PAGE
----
Case 19-2018: A 15-Year-Old Girl with Acute Kidney Injury




Patel, Nandeeta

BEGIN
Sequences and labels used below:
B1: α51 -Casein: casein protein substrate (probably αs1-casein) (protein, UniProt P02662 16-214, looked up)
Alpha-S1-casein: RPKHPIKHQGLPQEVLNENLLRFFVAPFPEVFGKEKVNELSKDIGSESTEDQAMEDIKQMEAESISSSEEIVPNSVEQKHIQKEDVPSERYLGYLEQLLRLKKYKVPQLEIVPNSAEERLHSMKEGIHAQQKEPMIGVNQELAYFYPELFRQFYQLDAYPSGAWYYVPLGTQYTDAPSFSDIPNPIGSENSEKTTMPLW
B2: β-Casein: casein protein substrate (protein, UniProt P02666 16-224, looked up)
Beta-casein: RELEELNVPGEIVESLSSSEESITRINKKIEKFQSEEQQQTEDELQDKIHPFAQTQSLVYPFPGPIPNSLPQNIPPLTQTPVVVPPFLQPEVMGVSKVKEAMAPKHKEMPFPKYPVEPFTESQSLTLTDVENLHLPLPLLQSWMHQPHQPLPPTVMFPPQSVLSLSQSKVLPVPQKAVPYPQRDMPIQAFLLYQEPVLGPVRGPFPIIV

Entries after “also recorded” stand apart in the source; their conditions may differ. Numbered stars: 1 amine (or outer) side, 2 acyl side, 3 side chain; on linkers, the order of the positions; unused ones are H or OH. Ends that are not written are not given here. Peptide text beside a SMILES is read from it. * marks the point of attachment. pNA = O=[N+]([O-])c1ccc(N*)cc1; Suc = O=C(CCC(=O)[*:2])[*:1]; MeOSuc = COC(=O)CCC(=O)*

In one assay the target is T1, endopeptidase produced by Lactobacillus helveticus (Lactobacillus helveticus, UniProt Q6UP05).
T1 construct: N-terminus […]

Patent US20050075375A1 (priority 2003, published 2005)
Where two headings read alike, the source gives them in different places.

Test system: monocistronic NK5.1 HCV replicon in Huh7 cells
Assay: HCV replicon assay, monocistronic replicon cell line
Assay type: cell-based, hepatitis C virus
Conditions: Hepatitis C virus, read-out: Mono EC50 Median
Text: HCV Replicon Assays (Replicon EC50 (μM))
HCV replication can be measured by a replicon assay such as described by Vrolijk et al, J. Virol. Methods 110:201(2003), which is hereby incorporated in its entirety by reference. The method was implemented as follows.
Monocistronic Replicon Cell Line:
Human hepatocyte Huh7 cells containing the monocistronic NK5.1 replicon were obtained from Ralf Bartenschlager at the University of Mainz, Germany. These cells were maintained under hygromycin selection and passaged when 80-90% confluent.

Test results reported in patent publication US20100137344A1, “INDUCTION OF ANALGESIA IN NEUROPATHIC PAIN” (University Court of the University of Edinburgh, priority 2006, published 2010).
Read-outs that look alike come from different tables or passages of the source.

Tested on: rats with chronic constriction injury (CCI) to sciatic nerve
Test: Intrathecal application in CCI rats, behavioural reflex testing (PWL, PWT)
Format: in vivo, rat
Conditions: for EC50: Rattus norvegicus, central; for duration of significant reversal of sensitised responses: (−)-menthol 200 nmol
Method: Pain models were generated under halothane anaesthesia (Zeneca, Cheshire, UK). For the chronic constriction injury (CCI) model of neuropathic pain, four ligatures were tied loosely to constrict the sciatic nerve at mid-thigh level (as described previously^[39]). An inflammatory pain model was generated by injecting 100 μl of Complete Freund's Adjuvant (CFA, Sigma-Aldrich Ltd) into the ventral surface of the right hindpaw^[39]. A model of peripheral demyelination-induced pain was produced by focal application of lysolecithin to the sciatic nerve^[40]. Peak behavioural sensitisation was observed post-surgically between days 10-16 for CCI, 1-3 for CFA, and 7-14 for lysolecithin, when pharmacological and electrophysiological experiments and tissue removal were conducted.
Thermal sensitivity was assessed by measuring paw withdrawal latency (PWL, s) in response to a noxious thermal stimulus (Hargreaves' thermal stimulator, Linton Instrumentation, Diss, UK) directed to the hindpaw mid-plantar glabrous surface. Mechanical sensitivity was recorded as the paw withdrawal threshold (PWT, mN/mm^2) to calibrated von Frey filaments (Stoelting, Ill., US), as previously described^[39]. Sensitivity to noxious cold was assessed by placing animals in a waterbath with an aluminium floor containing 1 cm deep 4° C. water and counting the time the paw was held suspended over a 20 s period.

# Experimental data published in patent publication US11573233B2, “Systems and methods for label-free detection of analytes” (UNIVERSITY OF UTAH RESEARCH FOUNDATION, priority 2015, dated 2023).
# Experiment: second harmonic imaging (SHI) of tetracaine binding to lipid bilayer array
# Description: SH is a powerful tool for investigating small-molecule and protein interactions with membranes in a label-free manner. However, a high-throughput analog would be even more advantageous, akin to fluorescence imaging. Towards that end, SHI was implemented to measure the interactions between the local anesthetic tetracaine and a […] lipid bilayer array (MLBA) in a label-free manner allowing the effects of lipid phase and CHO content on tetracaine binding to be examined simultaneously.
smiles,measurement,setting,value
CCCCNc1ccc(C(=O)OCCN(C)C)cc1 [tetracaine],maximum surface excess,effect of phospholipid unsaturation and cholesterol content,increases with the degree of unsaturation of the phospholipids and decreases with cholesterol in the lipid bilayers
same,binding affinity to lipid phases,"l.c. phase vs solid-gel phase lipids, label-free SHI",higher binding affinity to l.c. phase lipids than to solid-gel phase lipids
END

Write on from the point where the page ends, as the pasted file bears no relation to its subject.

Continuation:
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Atypical Hemolytic Uremic syndrome (aHUS) in children is a thrombotic microangiopathy which causes acute kidney injury (AKI), anemia, and thrombocytopenia. As compared to typical HUS caused by Shiga-Toxin producing E. Coli, atypical HUS may result from pregnancy, drugs, malignancy, or complement factor deficiency (most likely cause in this case). Case presentation: A 15-year-old Caucasian female presented to the hospital in the summer with 8 days of abdominal cramping, bloody diarrhea, vomiting, fatigue, and insomnia. She visited NYC for a few days and ate street food before experiencing symptoms. VS: T: 36.9°C, HR: 71 bpm, RR: 18, O2 Sat: 100%, BP: 124/75. She appeared mildly ill and pale on PE with tenderness in the upper abdomen and moderate ascites in the lower abdomen. Pmhx includes ADHD, anxiety, and labial adhesions. Patient's medications include citalopram and methylphenidate. Patient used ibuprofen with no relief of symptoms. Blood chemistry showed elevated BUN (97 mg/dl) and Creatinine (7.71 mg/dl)I, Sodium diminished at 132 mmol/liter, elevated AST/ALT, and elevated lipase. BUN/Creatinine ratio was 12.58. CBC showed diminished hemoglobin, decreased MCV, diminished haptoglobin, and thrombocytopenia. PBS showed anisocytosis, microcytosis, 1+ polychromasia, and enlarged platelets. Urinalysis was 3+ protein, 2+ blood and 20-50 RBC/HPF. Abdominal ultrasound showed mildly distended bladder, pelvic ascites, and abnormal contents in the gallbladder. Patient's stool cultures and antigen-detection tests were negative for causative organisms. Treatment included a meningococcal vaccine before receiving biweekly Eculizumab infusions for 6 months supported by 6 hemodialysis sessions and a blood transfusion.